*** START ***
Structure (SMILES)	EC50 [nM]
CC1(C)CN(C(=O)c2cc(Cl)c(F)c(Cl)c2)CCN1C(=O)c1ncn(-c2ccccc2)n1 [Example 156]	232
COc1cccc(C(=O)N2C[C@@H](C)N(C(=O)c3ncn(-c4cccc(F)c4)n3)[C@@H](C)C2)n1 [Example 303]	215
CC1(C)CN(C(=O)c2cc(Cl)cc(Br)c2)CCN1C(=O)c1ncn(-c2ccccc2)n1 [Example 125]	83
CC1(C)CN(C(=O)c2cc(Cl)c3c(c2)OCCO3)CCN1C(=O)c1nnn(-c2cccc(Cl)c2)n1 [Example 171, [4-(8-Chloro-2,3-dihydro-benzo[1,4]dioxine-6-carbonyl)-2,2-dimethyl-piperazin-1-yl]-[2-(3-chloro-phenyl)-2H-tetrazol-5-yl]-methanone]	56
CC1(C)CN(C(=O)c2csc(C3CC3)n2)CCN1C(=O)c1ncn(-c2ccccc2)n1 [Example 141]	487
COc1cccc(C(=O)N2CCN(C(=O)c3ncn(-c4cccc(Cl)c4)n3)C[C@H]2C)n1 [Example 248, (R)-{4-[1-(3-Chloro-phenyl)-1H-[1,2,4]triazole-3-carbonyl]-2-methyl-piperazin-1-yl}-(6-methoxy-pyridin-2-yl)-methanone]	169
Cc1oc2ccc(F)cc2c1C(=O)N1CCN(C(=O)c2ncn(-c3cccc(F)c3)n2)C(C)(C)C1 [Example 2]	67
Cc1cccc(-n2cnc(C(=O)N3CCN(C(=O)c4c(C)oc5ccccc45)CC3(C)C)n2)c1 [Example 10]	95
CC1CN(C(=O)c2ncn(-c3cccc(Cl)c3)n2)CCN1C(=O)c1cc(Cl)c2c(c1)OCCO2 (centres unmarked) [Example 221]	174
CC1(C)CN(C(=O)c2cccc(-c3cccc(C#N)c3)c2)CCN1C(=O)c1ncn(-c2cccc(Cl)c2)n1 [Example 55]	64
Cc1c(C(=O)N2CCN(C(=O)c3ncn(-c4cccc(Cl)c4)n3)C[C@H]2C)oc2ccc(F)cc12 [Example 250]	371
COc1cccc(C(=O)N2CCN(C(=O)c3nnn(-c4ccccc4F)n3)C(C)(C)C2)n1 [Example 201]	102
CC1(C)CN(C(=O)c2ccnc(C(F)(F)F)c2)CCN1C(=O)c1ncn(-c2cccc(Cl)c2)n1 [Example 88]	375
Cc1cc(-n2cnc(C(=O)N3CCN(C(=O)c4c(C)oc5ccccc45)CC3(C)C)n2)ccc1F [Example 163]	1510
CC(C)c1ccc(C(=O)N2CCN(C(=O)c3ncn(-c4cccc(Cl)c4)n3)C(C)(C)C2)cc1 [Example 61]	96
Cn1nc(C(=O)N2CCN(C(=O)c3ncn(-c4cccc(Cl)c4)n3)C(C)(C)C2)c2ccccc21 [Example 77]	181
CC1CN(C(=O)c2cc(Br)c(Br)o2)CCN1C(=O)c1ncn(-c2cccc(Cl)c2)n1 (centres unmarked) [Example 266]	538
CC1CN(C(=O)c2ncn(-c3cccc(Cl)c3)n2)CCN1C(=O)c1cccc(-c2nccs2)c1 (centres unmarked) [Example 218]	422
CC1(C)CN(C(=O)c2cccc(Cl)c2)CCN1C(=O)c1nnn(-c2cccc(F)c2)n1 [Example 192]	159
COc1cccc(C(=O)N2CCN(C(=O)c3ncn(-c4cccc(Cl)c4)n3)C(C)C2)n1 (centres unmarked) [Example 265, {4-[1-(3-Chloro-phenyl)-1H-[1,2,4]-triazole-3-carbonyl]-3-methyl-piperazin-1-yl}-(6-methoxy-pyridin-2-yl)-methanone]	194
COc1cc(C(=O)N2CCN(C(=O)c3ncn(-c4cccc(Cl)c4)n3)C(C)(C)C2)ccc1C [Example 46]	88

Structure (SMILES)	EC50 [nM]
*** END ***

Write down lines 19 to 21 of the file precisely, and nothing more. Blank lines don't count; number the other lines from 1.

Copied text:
CC1CN(C(=O)c2ncn(-c3cccc(Cl)c3)n2)CCN1C(=O)c1cccc(-c2nccs2)c1 (centres unmarked) [Example 218]	422
CC1(C)CN(C(=O)c2cccc(Cl)c2)CCN1C(=O)c1nnn(-c2cccc(F)c2)n1 [Example 192]	159
COc1cccc(C(=O)N2CCN(C(=O)c3ncn(-c4cccc(Cl)c4)n3)C(C)C2)n1 (centres unmarked) [Example 265, {4-[1-(3-Chloro-phenyl)-1H-[1,2,4]-triazole-3-carbonyl]-3-methyl-piperazin-1-yl}-(6-methoxy-pyridin-2-yl)-methanone]	194